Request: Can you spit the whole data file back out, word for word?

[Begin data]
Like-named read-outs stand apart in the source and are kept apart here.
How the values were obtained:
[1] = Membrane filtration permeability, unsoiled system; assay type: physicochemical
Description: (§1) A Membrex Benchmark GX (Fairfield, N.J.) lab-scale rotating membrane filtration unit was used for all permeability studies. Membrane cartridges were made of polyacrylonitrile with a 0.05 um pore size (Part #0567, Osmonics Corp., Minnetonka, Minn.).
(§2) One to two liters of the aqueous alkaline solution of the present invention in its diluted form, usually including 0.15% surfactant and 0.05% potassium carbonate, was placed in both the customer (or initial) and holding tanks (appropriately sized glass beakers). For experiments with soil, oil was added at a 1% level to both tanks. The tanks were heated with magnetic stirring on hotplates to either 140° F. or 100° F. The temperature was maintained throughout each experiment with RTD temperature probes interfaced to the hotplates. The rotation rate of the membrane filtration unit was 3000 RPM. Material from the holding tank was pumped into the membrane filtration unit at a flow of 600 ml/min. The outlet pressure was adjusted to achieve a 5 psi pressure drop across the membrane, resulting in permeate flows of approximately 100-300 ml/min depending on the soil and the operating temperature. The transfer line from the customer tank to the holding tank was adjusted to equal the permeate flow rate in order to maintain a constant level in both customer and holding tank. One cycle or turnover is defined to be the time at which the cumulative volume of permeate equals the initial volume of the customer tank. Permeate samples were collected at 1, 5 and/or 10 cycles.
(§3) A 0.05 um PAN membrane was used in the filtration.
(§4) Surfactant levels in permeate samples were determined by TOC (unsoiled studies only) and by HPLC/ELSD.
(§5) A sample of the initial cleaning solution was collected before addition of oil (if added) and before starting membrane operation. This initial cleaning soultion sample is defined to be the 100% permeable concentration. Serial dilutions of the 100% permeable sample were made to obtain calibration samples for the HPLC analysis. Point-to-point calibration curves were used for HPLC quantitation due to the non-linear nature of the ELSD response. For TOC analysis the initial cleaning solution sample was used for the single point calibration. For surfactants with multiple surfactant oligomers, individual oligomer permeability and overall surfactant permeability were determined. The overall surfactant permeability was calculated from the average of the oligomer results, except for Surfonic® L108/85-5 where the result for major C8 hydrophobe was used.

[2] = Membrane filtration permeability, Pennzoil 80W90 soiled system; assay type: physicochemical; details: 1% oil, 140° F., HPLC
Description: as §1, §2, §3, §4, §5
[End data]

Like-named read-outs stand apart in the source and are kept apart here.
How the values were obtained:
[1] = Membrane filtration permeability, unsoiled system; assay type: physicochemical
Description: (§1) A Membrex Benchmark GX (Fairfield, N.J.) lab-scale rotating membrane filtration unit was used for all permeability studies. Membrane cartridges were made of polyacrylonitrile with a 0.05 um pore size (Part #0567, Osmonics Corp., Minnetonka, Minn.).
(§2) One to two liters of the aqueous alkaline solution of the present invention in its diluted form, usually including 0.15% surfactant and 0.05% potassium carbonate, was placed in both the customer (or initial) and holding tanks (appropriately sized glass beakers). For experiments with soil, oil was added at a 1% level to both tanks. The tanks were heated with magnetic stirring on hotplates to either 140° F. or 100° F. The temperature was maintained throughout each experiment with RTD temperature probes interfaced to the hotplates. The rotation rate of the membrane filtration unit was 3000 RPM. Material from the holding tank was pumped into the membrane filtration unit at a flow of 600 ml/min. The outlet pressure was adjusted to achieve a 5 psi pressure drop across the membrane, resulting in permeate flows of approximately 100-300 ml/min depending on the soil and the operating temperature. The transfer line from the customer tank to the holding tank was adjusted to equal the permeate flow rate in order to maintain a constant level in both customer and holding tank. One cycle or turnover is defined to be the time at which the cumulative volume of permeate equals the initial volume of the customer tank. Permeate samples were collected at 1, 5 and/or 10 cycles.
(§3) A 0.05 um PAN membrane was used in the filtration.
(§4) Surfactant levels in permeate samples were determined by TOC (unsoiled studies only) and by HPLC/ELSD.
(§5) A sample of the initial cleaning solution was collected before addition of oil (if added) and before starting membrane operation. This initial cleaning soultion sample is defined to be the 100% permeable concentration. Serial dilutions of the 100% permeable sample were made to obtain calibration samples for the HPLC analysis. Point-to-point calibration curves were used for HPLC quantitation due to the non-linear nature of the ELSD response. For TOC analysis the initial cleaning solution sample was used for the single point calibration. For surfactants with multiple surfactant oligomers, individual oligomer permeability and overall surfactant permeability were determined. The overall surfactant permeability was calculated from the average of the oligomer results, except for Surfonic® L108/85-5 where the result for major C8 hydrophobe was used.

[2] = Membrane filtration permeability, Pennzoil 80W90 soiled system; assay type: physicochemical; details: 1% oil, 140° F., HPLC
Description: as §1, §2, §3, §4, §5